The upshot is that in these mature offshore petroleum provinces there is a lot of steel and concrete that needs to come back on-shore for recycling and as such, very significant capital will be required to make that happen. While it is right - and required - that operators plan to make good on their decommissioning obligations, there is a growing realisation that some uneconomic oil and gas assets now present an enticing capital-saving opportunity for players in other industries moving into the offshore.

Money for old (repurposed) rope?

Energy transition imperatives may potentially breathe new life into otherwise moribund assets. As deployment of renewable and cleaner forms of energy accelerates, it is becoming clear that existing infrastructure may present savings opportunities in both time and capital for growing sectors in this energy transition space such as:

  • offshore wind or geothermal electricity generation; and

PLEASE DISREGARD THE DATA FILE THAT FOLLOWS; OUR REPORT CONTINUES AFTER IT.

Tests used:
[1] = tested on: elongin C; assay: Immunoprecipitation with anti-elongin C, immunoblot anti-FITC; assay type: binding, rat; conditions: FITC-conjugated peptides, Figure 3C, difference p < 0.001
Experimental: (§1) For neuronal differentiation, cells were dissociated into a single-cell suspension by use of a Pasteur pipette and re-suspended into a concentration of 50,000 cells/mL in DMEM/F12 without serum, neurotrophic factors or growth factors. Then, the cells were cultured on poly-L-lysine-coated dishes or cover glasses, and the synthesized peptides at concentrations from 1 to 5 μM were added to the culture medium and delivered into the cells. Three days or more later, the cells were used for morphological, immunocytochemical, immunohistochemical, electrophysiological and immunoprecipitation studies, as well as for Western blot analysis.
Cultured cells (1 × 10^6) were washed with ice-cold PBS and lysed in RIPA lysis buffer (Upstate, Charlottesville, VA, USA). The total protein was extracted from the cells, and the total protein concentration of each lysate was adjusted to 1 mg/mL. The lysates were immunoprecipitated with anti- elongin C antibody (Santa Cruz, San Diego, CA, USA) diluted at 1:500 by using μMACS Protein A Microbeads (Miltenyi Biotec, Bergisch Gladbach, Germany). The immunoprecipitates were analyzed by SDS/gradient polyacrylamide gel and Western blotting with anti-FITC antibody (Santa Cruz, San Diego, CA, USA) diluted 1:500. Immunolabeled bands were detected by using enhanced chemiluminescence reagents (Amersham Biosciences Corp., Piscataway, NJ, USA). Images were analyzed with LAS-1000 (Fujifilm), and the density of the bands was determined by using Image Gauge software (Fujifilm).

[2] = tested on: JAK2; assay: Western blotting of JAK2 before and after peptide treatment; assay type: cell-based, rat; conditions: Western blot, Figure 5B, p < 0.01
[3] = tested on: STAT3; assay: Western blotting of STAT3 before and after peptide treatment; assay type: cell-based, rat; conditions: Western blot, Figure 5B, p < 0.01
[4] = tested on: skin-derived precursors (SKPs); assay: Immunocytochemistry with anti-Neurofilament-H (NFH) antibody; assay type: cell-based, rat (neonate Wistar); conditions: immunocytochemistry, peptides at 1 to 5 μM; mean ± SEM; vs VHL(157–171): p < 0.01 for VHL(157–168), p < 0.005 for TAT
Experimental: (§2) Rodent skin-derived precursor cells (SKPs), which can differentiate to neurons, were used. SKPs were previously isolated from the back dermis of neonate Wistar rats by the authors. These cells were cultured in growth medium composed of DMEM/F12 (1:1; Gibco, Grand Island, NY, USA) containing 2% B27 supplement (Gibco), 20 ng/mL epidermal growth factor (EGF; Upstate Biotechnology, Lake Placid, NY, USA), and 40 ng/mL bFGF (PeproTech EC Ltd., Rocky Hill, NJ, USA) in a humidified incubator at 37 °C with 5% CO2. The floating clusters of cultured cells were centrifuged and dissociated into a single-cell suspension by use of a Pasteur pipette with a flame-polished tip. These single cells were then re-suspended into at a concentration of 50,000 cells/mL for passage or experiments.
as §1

• CO2 transportation and storage (where captured from hard-to-abate industries).

Reuse potential will of course depend on the location and condition of the assets and many modifications will likely be required to ensure compliance with applicable standards for their new purpose. In some, perhaps many, cases, reuse will not be possible due to HSE issues arising from the age of installations that cannot be safely or efficiently remedied. However, the potential capital savings for these new energy activities may be considerable and in the case of carbon capture and storage (CCS) any synergies may be pivotal in making the enterprise economic.

CC…Yes, if possible

Building CCS infrastructure is expensive. Where carbon injection into reservoirs is not used for enhanced oil recovery (thereby generating additional revenue from a field) this has been a large stumbling block to adoption of the technology. Upfront capital expenditure for a transport and storage network is relatively high (although once built, the operating costs are expected to be relatively low). It is hoped that the potential reuse of depleted oil and gas reservoirs, onshore and offshore pipelines, compressor stations, injection and monitoring wells and subsea manifolds will go some way to softening the upfront hit.